(CBS/AP) ABBOTTABAD, Pakistan - One year since U.S. commandos flew into this Pakistani army town and killed Osama bin Laden, Islamabad has failed to answer tough questions over whether its security forces were protecting the world's most wanted terrorist.
Partly as a result, fallout from the raid still poisons relations between Washington and Pakistan, where anti-American sentiment, support for Islamist extremism and anger at the violation of sovereignty in the operation can be summed up by a Twitter hashtag doing the rounds: 02MayBlackDay.
The Pakistani government initially welcomed the raid that killed bin Laden in his three-story compound, but within hours the mood changed as it became clear that Pakistan's army was cut out of the operation. Any discussions over how bin Laden managed to stay undetected in Pakistan were drowned out in anger at what the army portrayed as a treacherous act by a supposed ally.
CBS News correspondent Clarissa Ward reports that Abbottabad is a popular retirement destination for members of the Pakistani military - it was described by one former resident to CBS News recently as the kind of place where nothing you did went unnoticed.
The Pakistani army was already accused of playing both sides in the campaign against militancy, providing some support against al Qaeda but keeping the Afghan Taliban as strategic allies.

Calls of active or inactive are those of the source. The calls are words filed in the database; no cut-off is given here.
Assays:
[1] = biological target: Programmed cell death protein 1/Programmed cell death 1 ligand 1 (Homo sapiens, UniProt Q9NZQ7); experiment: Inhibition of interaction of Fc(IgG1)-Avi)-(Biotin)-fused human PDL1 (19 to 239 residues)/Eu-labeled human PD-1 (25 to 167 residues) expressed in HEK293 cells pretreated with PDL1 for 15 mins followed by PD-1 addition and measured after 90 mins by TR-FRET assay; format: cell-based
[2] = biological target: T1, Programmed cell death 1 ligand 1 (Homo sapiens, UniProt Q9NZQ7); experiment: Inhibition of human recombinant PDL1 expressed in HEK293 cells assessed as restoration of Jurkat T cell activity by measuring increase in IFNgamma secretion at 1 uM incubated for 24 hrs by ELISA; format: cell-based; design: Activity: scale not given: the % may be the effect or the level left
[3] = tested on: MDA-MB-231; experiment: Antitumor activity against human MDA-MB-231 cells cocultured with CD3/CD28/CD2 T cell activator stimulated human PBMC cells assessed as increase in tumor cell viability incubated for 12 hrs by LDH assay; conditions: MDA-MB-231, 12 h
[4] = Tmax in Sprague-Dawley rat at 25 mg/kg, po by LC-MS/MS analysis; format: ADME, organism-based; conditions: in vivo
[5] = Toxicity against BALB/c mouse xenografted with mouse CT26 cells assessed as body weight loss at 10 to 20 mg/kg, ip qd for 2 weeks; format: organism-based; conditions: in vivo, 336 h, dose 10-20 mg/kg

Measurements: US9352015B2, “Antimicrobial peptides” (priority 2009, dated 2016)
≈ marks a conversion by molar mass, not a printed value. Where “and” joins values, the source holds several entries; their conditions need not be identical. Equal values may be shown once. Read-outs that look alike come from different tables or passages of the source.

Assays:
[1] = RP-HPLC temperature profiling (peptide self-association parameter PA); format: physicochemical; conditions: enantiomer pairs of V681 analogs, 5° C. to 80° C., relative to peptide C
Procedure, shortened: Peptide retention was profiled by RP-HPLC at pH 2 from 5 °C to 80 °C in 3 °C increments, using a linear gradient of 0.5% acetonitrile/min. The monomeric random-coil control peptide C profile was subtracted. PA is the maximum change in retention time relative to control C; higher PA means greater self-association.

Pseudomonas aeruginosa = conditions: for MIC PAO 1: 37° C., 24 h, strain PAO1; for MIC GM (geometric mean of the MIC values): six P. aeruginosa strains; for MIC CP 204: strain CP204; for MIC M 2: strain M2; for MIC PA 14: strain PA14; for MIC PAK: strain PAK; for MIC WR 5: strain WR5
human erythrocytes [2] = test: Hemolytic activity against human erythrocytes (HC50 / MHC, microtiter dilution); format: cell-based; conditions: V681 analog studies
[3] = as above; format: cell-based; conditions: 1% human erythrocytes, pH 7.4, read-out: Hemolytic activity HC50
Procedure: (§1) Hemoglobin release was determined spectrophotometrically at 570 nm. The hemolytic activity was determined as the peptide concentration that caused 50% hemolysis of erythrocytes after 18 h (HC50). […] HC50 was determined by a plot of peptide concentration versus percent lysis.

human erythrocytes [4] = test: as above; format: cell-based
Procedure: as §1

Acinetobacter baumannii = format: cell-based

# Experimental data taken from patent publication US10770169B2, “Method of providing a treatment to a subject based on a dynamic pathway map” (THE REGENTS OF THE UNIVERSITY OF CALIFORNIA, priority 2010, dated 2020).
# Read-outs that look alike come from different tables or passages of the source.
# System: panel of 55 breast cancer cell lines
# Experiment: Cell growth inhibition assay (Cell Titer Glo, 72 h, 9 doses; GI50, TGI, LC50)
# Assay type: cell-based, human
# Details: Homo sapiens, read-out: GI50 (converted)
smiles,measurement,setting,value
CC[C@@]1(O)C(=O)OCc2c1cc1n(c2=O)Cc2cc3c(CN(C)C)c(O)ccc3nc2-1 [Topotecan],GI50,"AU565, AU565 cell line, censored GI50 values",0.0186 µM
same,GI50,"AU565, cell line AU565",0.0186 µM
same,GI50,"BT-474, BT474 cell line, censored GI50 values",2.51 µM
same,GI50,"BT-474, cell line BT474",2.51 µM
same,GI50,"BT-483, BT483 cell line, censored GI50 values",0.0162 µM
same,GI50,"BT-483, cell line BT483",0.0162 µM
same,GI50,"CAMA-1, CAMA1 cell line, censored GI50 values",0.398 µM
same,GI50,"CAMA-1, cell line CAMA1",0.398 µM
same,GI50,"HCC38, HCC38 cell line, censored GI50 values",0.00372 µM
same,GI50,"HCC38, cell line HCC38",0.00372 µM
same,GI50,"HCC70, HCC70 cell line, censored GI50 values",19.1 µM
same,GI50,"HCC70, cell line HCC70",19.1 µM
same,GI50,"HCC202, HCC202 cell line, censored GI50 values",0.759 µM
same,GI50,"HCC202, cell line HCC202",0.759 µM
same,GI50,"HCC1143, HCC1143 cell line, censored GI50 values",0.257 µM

A week after the raid, President Click here to watch the interview) Pakistan responded by announcing the formation of a committee to investigate bin Laden's presence in Pakistan as well as the circumstances surrounding the U.S. raid.and the country must investigate how he evaded capture. (
Soon after it began its work, the head of the committee said he was sure that security forces were not hiding bin Laden. Other statements since then have also suggested the report will be more of a whitewash than a genuine probe.
Last week, committee spokesman retired Col. Mohammad Irfan Naziri said its findings were being written up but they might not be released publicly.
"We're disappointed," said a U.S. official about the investigation. "They promised to do it, but they haven't yet."
The public line of the Obama administration is that no evidence has emerged to suggest bin Laden had high-level help inside Pakistan. Pakistan's Inter-Service Intelligence agency said bin Laden's long and comfortable existence in the country was an "intelligence failure."
But suspicions have increased following recent disclosures by one of bin Laden's wives in a police interrogation report that the al Qaeda leaderand fathered four children, two of whom were born in Pakistani government hospitals.
"I just find the idea that he lived in a place like Abbottabad without the ISI's knowledge strains credibility," said Shawn Gregory, director of the Pakistan Security Research Unit at Bradford University in the U.K. "It is ridiculous that he wasn't being protected."
Since the raid, Pakistan has tried to close one of the most notorious chapters in its history.
The three-story compound in Abbottabad that housed him for six years was deported to Saudi Arabia (video); their side of the story is unlikely to be told anytime soon.in a surprise, nighttime operation. Just last week, his three wives and 11 daughters, children and grandchildren were
In this relatively wealthy and well-ordered town that has become infamous for hosting bin Laden for so long, it's hard to find anyone prepared to say they supported the American operation. Many don't believe bin Laden ever lived in the house, reflecting the popularity of conspiracy theories in a country where the rulers often obscure the truth.